Republican Senator Ted Cruz might have a real fight on his hands. There's a Democratic challenger in Texas and the red state resistance to Donald Trump and the GOP is picking up steam.

Senator Ted Cruz (R-TX) now has a Democratic challenger in the 2018 Senate race in Texas, after Rep. Beto O’Rourke announced that he would step up to the plate.

O’Rourke is a three-term congressman from El Paso, and as the Wall Street Journal notes, “His entry in the race against a heavily favored incumbent is the latest sign Democrats feel emboldened under GOP President Donald Trump.”

O’Rourke’s announcement follows the grassroots energy that has turned Jon Ossoff’s race for the Georgia Congressional seat formerly held by Health and Human Services Secretary Tom Price into a national contest, where the National Republican Congressional Committee is now running advertising to try to hold on to a seat Republicans have occupied for nearly 40 years.

O’Rourke is making it clear that his fight is about keeping Donald Trump’s destructive impulses in check, telling the Journal, “If you want to take back the Senate, if you want to provide a check on this president, if you don’t want to wait until 2020 to restore this balance to our government then you’ve got to do it in 2018 and it’s got to be through Texas.”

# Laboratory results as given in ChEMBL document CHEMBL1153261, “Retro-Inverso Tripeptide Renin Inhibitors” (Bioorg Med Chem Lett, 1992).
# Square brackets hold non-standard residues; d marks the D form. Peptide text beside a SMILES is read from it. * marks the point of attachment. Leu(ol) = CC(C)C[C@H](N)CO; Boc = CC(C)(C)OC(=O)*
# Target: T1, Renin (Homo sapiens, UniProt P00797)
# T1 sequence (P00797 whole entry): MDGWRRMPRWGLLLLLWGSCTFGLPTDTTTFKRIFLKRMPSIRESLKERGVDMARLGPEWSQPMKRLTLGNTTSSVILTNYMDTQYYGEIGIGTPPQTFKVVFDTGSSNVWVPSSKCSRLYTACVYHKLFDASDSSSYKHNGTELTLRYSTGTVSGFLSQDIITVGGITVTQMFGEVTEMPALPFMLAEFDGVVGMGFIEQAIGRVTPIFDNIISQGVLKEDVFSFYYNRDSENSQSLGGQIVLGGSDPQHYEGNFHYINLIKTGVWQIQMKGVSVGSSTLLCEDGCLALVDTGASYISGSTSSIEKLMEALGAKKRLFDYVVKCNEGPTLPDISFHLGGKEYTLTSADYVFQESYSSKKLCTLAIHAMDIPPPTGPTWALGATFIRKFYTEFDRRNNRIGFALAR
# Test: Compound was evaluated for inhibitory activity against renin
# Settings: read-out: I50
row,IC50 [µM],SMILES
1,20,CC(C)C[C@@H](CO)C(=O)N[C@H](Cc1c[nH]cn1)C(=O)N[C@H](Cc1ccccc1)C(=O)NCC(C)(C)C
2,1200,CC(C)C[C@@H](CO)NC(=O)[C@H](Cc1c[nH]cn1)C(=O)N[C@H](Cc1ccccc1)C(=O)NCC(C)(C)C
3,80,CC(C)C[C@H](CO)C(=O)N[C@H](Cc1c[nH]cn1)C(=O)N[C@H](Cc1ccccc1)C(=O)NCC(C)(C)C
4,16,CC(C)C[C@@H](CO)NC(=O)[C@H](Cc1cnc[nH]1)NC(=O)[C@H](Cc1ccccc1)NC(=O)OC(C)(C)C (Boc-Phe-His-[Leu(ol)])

And he told the Texas Tribune that he and his wife, Amy, watched with horror on election night as Trump won. “It was Amy who said, ‘I think you should go see if you can’t do something that’s more effective than what you’re doing now.'”

While Trump did win Texas in the 2016 election, his 52 percent of the vote in that state was a 5 percent drop-off from Mitt Romney in 2012. Hillary Clinton, by contrast, improved on President Obama’s performance in Texas by nearly 2 percent.

There are increasing signs that Trump’s tremendous unpopularity could quickly extend to the entire Republican Party, and combined with increased Democratic turnout could lead to unexpected losses for the GOP, who refuse to engage in serious oversight of his presidency.

It has been a long time since Texas had a Democratic senator, and O’Rourke’s race has been characterized as a “long shot.” But in the right situation and with favorable conditions, sometimes those long shots win.